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In recent times, it has become very common for Australian parents to have a child born overseas. While this may not sound like a big deal, it actually is.

That is because the parents need to take steps to make sure that everything is handled properly so that their child ends up an Australian citizen.

Typically, if the child is born on or after January 26 1949 to an Australian citizen, they can apply for Australian citizenship due to descent.

However, there is a catch. If one of the parents is also an Australian citizen by descent, they must have lived in Australia for at least two years. This does not have to be two consecutive years. Instead, the two years can total up from any point in their life.

Similar to this, if the child was born overseas before January 26 1949, they are still eligible for Australian citizenship as long as one of the parents became an Australian citizen before on or before that date as well.

For those that are Australian citizens but want to form an international surrogacy arrangement, they need to turn to Fact Sheet 36a International Surrogacy Arrangements. That is because that document will contain vital information on how to go about this.

Options For Australian Citizenship

  • Parents who are Australian citizens and have a child born overseas can apply for their child’s Australian citizenship by simply filling out Form 118, known as the “Application for Australian citizenship by descent”.
  • These individuals can apply for their child’s Australian citizenship through either a paper application form or online.

More options:

  • Unfortunately, if one of the parents had lost their Australian citizenship when the child is born, they cannot apply for Australian citizenship by descent. Not all hope is lost, though. Instead, they may be able to apply for Australian citizenship by means of being a child of a former citizen.
  • Those children adopted are also not eligible for Australian citizenship by descent. However, they may qualify for Australian citizenship by adoption.
  • For those individuals who are unclear on which option is best for their child, they can turn to the Citizenship Wizard. There, they can suggest which type of application is best for the specific situation.

Requirements for any applications that are lodged overseas

Before lodging an application, individuals should get in touch with their closest immigration office located outside Australia.

These individuals can also check that same immigration office’s website if it is more convenient to gather up some more information on the matter. This extra information is vital because:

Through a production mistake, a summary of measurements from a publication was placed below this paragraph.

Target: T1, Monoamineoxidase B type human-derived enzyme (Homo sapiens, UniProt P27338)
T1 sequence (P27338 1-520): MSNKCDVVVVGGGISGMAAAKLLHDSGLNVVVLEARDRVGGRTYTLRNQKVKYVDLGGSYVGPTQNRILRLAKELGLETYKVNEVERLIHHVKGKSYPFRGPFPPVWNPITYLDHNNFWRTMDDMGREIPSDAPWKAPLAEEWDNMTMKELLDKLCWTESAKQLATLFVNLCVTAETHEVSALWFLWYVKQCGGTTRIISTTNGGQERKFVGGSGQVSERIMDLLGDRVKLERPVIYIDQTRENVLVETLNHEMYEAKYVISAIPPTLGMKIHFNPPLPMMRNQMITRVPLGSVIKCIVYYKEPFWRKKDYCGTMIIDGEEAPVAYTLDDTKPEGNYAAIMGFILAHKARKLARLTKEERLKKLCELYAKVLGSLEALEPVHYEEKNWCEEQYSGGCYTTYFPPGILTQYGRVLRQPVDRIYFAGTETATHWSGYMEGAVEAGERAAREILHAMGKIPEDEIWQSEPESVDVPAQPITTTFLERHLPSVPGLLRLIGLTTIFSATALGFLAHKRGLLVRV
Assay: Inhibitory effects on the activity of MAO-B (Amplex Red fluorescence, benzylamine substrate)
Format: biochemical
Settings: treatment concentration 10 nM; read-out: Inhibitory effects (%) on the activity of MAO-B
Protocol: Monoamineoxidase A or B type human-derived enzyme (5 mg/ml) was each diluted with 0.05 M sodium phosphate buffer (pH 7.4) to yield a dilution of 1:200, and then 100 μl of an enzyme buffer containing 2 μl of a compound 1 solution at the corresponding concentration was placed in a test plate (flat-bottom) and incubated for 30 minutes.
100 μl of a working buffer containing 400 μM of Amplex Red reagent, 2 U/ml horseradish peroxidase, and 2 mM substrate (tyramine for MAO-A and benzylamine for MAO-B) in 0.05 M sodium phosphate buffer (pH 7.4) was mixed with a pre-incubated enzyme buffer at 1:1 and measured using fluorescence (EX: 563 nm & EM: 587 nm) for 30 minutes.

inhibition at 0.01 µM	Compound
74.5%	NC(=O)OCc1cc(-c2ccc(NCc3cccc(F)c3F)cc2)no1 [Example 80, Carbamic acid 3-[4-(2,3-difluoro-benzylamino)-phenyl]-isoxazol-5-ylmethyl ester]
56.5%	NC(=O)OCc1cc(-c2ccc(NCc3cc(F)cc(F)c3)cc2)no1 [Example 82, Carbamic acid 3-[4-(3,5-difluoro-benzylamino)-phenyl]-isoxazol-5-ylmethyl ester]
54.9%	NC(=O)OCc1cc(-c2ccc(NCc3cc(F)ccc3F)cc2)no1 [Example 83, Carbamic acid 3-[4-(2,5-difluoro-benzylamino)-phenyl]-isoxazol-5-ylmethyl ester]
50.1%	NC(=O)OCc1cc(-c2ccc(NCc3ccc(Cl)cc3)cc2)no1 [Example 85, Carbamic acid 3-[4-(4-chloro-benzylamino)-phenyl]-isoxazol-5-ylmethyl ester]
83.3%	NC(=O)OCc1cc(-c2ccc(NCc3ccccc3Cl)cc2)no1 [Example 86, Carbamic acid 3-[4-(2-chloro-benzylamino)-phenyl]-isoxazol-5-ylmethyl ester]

• The individual may have to set up an appointment where they will be required to show any original documents they own throughout the application process.
  • Some immigration offices only allow certain types of money to be used during any fee transactions that may occur during the application process.
  • Other immigration offices may require the individual to present original documents so that they can make verified copies that can be attached to the application instead.
  • Certain immigration offices may only allow individuals to present copies of original documents that are certified by an Australian citizen in the country that the individual is currently living in.
  • If the individual does not know any Australian citizens, some immigration offices will take copies of original documents that are certified by a citizen from the country the individual is currently living in.
  • Certain immigration offices may point the individual to a preferred third party for document certification instead of doing this process right there at their office.

Have one of your children been born overseas? What tips do you have to help others?

Image courtesy of Shutterstock.com
  • A truly informative article, thank you.

    Reply

  • This is interesting! Thank you for sharing this!

    Reply

  • Thanks for this type of information. My daughter is overseas and might not be back in Australia until after the birth of the baby. At least we know what to do from now onwards.


    • glad to see that this is directly useful to someone

    Reply

  • it s absolutly great to read these

    Reply

  • it is really great to read

    Reply

  • great topic

    Reply

  • interesting article. thank you for sharing

    Reply

  • Good to know even though this doesn’t apply to me.

    Reply

  • Very informative. I’ve always wondered about this as a friend’s children were all born in different countries.

    Reply

  • Great step by step, very useful!

    Reply

  • My first was nearly born in London. I had a minor complication in pregnancy which resolved itself so the obstetrician could sign me off to fly at 34 weeks. Advise to plan ahead and keep all documentation.

    Reply

  • useful article

    Reply

  • My little one born here. Useful article to read. Thank you.

    Reply

  • I’m glad I never had to worry about that.

    Reply

  • thanks for a very useful article. My son was born here in Australia but his father is a European citizen.

    Reply

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